The filtering service selects MBeans to be the subjects of management operations. Selection is based on the presence and values of specific attributes in object names. For example, a filter could select all the MBeans for which the attribute color is red. The filtering service is not implemented as an MBean. It is part of the infrastructure of the MBean server.

Monitoring Service

The monitoring service observes numerical values and strings, enabling the variation over time of a attribute in an MBean to be monitored. The observed attribute is monitored at intervals specified by the granularity period. An event notification is sent when the value of the attribute satisfies one of a set of conditions, thus monitors can notify other objects of several types of changes in the target. You specify the conditions when you initialize a monitor.

Timer Service

The timer service enables you to create notifications for specific dates and times, providing a scheduling mechanism based either on a one-time notification or on a repeated, periodic notification. The notifications or notification events are sent to all objects registered to receive timer events.

This service performs a function similar to that of the cron daemon of the UNIX® operating system. There are two types of timer notifications:

M-Let Service

The management applet or m-let service enables an agent to obtain MBeans from a remote Java Archive (JAR) file. The agent does this by loading an m-let text file, which specifies information on the MBeans to be obtained. The information on each MBean is specified in a single instance of a tag, called an MLET tag. The location of the m-let text file is specified by a URL. When an m-let text file is loaded, an instance of each MBean specified in the file is created.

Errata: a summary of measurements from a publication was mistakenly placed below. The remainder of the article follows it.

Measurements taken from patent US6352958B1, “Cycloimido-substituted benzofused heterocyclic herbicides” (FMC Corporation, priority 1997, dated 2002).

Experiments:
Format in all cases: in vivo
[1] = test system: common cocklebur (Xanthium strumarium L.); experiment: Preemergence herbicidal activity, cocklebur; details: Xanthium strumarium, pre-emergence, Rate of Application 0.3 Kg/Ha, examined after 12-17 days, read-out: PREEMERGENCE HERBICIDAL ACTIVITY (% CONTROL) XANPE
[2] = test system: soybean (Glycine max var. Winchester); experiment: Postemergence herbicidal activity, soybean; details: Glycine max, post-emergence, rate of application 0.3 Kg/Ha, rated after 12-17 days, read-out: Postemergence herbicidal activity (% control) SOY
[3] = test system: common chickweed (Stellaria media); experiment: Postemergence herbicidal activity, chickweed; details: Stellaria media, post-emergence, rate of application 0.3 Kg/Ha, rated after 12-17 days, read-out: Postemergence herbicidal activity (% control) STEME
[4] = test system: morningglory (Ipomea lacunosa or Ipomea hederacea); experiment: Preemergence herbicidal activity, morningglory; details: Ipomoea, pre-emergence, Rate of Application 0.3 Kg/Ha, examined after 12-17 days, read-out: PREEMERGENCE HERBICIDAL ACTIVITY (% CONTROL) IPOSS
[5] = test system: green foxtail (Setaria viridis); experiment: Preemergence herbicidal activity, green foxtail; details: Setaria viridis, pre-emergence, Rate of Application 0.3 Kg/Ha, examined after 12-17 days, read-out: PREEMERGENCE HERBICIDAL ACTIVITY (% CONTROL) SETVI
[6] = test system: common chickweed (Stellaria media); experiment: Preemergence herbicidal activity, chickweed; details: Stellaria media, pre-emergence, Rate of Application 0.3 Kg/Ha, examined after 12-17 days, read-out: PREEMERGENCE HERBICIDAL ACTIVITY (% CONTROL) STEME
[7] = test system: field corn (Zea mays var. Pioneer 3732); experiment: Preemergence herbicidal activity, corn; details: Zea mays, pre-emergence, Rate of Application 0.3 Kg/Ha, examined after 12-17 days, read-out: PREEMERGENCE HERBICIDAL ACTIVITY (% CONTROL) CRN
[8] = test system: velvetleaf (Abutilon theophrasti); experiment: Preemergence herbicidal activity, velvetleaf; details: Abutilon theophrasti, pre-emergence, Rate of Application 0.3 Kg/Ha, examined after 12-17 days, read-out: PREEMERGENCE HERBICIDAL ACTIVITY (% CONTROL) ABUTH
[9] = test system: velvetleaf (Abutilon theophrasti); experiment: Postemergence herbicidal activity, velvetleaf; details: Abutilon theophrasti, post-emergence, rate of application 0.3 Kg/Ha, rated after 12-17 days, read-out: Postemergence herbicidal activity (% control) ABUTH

The SNMP Toolkit

The Java Dynamic Management Kit provides a toolkit for developing SNMP agents and managers. This includes:

Developing An SNMP Agent

Developing an SMNP Agent using the Java Dynamic Management Kit involves three steps:

SNMP MIB Compiler -- mibgen

The mibgen compiler takes as input a set of SNMP MIBs and generates standard MBeans that implement the MIBs. MIBs can be expressed using SNMP v1 or SNMP v2 syntax.

The mibgen compiler is able to process:

The mibgen compiler also generates the Java source code required for representing a whole MIB in an SNMP manager. Table objects provide methods for adding and removing entries from the table.

When the whole MIB file is registered in the MBean server, all the associated groups are automatically instantiated and added to the MBean server.

SNMP Protocol Adaptor

The SNMP adaptor implements the SNMP v1 and v2 protocol stack. The protocol adaptor is able to manage an unlimited number of different Management Information Bases, commonly referred to as MIBs. By providing a unified view of all the MIBs, the SNMP adaptor solves the subagent problem that commonly occurs with SNMP. The SNMP protocol adaptor allows MIBs to be loaded or unloaded dynamically. This enables a MIB to be loaded into, updated, and unloaded from an agent while it is running.

SNMP Manager API

The SNMP manager API is a set of Java classes that simplifies the development of applications for managing SNMP agents. The agents may be developed using the Java Dynamic Management Kit, or by other means.